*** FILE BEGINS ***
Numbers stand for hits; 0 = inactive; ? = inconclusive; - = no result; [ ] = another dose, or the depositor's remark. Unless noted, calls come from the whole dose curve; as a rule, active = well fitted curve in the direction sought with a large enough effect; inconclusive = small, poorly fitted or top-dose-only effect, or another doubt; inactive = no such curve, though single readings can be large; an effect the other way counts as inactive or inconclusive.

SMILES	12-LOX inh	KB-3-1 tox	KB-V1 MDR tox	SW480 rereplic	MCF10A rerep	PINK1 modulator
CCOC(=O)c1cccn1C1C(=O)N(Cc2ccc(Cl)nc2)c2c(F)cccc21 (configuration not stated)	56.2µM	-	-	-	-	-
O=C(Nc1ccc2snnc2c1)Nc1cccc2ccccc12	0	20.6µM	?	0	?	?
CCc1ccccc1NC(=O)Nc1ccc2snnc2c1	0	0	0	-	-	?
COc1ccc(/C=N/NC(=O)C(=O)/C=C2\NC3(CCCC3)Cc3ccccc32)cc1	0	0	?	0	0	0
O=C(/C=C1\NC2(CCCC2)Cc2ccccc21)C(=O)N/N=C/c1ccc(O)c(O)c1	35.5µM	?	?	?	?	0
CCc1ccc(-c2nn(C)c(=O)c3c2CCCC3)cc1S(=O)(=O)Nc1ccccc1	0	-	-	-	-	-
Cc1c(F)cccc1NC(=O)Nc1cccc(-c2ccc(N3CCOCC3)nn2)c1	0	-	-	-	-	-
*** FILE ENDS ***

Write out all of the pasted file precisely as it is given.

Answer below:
Numbers stand for hits; 0 = inactive; ? = inconclusive; - = no result; [ ] = another dose, or the depositor's remark. Unless noted, calls come from the whole dose curve; as a rule, active = well fitted curve in the direction sought with a large enough effect; inconclusive = small, poorly fitted or top-dose-only effect, or another doubt; inactive = no such curve, though single readings can be large; an effect the other way counts as inactive or inconclusive.

SMILES	12-LOX inh	KB-3-1 tox	KB-V1 MDR tox	SW480 rereplic	MCF10A rerep	PINK1 modulator
CCOC(=O)c1cccn1C1C(=O)N(Cc2ccc(Cl)nc2)c2c(F)cccc21 (configuration not stated)	56.2µM	-	-	-	-	-
O=C(Nc1ccc2snnc2c1)Nc1cccc2ccccc12	0	20.6µM	?	0	?	?
CCc1ccccc1NC(=O)Nc1ccc2snnc2c1	0	0	0	-	-	?
COc1ccc(/C=N/NC(=O)C(=O)/C=C2\NC3(CCCC3)Cc3ccccc32)cc1	0	0	?	0	0	0
O=C(/C=C1\NC2(CCCC2)Cc2ccccc21)C(=O)N/N=C/c1ccc(O)c(O)c1	35.5µM	?	?	?	?	0
CCc1ccc(-c2nn(C)c(=O)c3c2CCCC3)cc1S(=O)(=O)Nc1ccccc1	0	-	-	-	-	-
Cc1c(F)cccc1NC(=O)Nc1cccc(-c2ccc(N3CCOCC3)nn2)c1	0	-	-	-	-	-